RE: What’s for Dinner?

Every year, right around this time, Jenny and I have the same conversation. We will have just finished dinner, and the kids will have disappeared upstairs to take baths or be mad because we are forcing them to take baths even though just they took baths last night, and Jenny will turn to me and say, “I think I could be a vegetarian.” And I am right there with her. Because (a) I like vegetables*, and (b) when this conversation takes place, we are inevitably transitioning from the gray of winter to the technicolor of prime produce season, when the carrots taste like carrots and the beets are like dessert and the kids can easily snack their way through a pint of snap peas, sitting in a bowl on the counter, in the course of a single afternoon.

It’s kind of crazy how a giant box of fresh produce — from the farmer’s market, a CSA or, if we were better people, from our backyard — in the refrigerator can reset your magnetic north (chicken, must have chicken, what can we do with chicken, remember to defrost chicken) when it comes to family dinner and just, in general, get the inspiration juices flowing again. The other day, as I was sitting at my desk, Jenny texted me a photo of some sick-a#s produce, along with a challenge: “What’s for dinner?” Not to go all Alice Waters on you here, but I let the green stuff be my guide. The truth is, you could throw any of this stuff in a bowl with a light dressing, some salt and pepper, and it would taste good. Apart from the roasting of the beets, nothing we did took longer than 15 minutes, start to finish — and the beets, if I’d been smart enough to plan ahead, could easily have been prepared the day before. Which is what I will do next time, because they were the best thing on the plate by far.

“The beets were the star,” Jenny said.

“Phoebe, what’d you think?” I asked.

“Yeah, good,” she said. “Can I have Oreos on my sundae?”

It was after this meal, as we were cleaning up, that Jenny turned to me and said she thought she could be a vegetarian. Will we ever do it? Who knows. It’s possible. That’s a conversation that, for now, gets derailed by Abby’s love of bacon… and Phoebe’s attachment to cheeseburgers… and that also might ultimately be contingent on fish also being in the mix, given our attachments. But what would definitely help speed our conversion along is if I inherited a fertile plot of land in, say, Northern California that would supply us with fresh produce all year round, or at the very least, if this CSA deal could be extended, ad infinitum, until I am old and sick to death of beets. Short of that, we’ll have to see. — Andy 

*Except for zucchini.

This is the photo Jenny emailed me: A sampling of our idiot-proof raw materials — tiny Napoli carrots, dragon radishes, kohlrabi, Oregon giant snow peas, super sugar snap peas, red ace beets, and an herb called winter savory. And this is what we ended up having for dinner…

Artic char (or salmon would obviously work, too): Season filet char generously with salt and pepper. In large skillet, add 1 tablespoon rice bran oil (now available at Trader Joe’s; or just use olive oil) and, over medium-high heat, cook fish, flesh side down, for 7-8 minutes, until nicely browned.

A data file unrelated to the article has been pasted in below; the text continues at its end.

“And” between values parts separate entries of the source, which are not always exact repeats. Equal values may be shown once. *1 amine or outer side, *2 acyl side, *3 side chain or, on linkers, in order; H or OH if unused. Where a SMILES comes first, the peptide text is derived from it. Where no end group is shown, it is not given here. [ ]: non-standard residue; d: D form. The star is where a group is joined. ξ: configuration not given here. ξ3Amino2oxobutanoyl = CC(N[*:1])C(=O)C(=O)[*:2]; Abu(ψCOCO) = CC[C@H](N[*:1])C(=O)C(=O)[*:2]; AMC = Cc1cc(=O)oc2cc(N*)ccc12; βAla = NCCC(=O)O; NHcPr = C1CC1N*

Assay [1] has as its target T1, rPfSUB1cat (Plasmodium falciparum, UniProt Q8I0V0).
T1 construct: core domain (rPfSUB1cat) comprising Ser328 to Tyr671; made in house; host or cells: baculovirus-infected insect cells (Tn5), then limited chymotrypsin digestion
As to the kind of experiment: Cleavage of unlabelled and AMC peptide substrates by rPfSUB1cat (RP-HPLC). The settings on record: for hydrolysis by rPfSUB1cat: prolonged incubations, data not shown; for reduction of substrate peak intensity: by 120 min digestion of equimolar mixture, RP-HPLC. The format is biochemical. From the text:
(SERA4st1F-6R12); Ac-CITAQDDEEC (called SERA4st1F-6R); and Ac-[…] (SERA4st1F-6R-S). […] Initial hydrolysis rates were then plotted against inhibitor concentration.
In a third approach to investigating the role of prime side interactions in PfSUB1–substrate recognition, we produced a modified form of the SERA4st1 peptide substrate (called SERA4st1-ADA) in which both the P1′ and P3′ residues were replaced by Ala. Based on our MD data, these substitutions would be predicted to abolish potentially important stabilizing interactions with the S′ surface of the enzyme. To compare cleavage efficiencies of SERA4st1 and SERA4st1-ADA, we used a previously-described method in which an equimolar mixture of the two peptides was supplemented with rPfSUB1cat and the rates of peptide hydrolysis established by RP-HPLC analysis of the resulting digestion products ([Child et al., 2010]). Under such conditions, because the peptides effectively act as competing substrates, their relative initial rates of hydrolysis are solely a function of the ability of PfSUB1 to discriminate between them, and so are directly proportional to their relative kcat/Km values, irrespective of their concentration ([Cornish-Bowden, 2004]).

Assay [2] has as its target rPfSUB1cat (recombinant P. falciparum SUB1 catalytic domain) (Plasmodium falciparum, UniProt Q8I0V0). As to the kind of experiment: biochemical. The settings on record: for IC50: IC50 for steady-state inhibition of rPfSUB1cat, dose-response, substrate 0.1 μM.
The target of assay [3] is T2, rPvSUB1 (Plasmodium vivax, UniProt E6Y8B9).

Beet salad: Preheat oven to 450°F. Trim stem and rinse beets, wrap in tin foil, and roast for 45-50 minutes. Peel and cut into small cubes. Toss while still warm with a vinaigrette made from olive oil, rice wine vinegar, sea salt, pepper, and dash of Sriracha. Top with large dollop of plain greek yogurt, a handful of pistachios, and some herbs. (We used an aromatic herb called savory, which I’d never had before, but which called my name from the bottom of our CSA box. We only needed a little. It was strong. But good!)

Stir-fried peas: I used both sugar snap peas and snow peas. Trim the ends, and sautee in olive oil over medium heat, for 2 minutes. Toss in bowl with 1 teaspoon freshly grated ginger, 1 tablespoon finely chopped shallot, juice from half of a lime, salt and pepper.

Jenny apologizes for the strangely-lit photo of our dinner. It was too late to go with natural light and without natural light, she would like you to know that she is lost.

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This is not on topic, but I just wanted to say that I bought your book on Sunday and read it completely by Monday. We have four children and the oldest is five, and our dinners are complete chaos, but we always sit down to eat together (even the toddler twins). So thank you for your book that addresses the fun and the soul-crushing difficulty of making and eating dinner together.

And I ordered a copy for a friend. She has toddlers, too.

(While writing this comment I have broken up two breakfast time fights and prevented one of the toddlers from climbing out of her high chair and falling. The never-ending excitement of many small children…)

PARIS BEE kids blog

We love our bag from our farmer’s market. Sometimes we get things that we have no idea what they are but it’s always fun to be able to try new things and flavour combinations. I’m all for going vegetarian. I’m slowly trying to eat less and less meat and feel much better for it.

xoxo PARIS BEE kids blog

Melissa@Julia's Bookbag